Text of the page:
To preserve a field of rebellious freedom, many performance artists refuse to enter the mainstream art system by rejecting sponsorship and market values. Strategic adoption of art-world structures may not necessarily mean trading away their critical position of freedom. Many universities in Europe and America now offer performance art courses, and there are dedicated institutions as well. Franklin Furnace Archive is an experimental site active since the 1970s. Aimed to “make the world safe for avant-garde art,” the Archive has presented the work of many notable artists, including John Cage, Laurie Anderson, and Vito Acconci. The Archive settles itself outside the mainstream system and shows its mission in a humble yet dignified way.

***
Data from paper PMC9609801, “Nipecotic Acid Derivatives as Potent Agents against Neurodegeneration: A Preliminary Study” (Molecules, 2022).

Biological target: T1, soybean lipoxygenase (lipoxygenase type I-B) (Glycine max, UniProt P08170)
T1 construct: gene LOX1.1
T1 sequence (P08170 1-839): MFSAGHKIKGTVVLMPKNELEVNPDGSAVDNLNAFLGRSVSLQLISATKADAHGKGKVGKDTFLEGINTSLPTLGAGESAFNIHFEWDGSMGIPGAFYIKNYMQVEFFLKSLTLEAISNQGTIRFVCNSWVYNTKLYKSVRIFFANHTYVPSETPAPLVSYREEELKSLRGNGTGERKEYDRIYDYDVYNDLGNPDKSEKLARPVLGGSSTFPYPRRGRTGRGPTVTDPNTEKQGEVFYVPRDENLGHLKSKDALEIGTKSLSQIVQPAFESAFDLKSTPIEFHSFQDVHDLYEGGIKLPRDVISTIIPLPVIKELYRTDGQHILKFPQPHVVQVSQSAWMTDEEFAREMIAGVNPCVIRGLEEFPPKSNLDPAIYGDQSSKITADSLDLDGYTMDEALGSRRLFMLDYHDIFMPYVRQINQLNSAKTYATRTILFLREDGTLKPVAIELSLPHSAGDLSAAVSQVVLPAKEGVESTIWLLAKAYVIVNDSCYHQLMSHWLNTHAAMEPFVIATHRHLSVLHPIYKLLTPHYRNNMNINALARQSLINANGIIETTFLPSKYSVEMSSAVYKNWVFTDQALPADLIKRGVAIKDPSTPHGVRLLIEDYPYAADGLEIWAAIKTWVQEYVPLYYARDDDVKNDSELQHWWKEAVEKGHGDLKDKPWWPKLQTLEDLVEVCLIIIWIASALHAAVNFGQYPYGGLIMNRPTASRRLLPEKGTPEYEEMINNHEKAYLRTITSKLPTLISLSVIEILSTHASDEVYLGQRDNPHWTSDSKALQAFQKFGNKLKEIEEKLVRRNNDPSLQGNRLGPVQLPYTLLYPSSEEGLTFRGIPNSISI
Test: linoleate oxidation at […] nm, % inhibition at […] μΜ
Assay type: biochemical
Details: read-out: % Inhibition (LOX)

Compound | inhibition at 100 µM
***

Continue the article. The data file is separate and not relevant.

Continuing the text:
Lee Wen invites some of his fellow artists to collaborate in his performance, re-enacting some of his past works. Courtesy of Lee Wen
Lee Wen invites some of his fellow artists to collaborate in his performance, re-enacting some of his past works.
Courtesy of Lee Wen

Live Art Development Agency is another such example with an open attitude towards diverse art performances. Founded in 1999, the Agency provides support for professional development, presents research projects and publications, and hosts a study room, cultural exchange programs, and so on. The Agency offers institutional support to experimental performance practice by building sustainable infrastructure and developing its own discourse. This may be another strategy for co-existing with the establishment.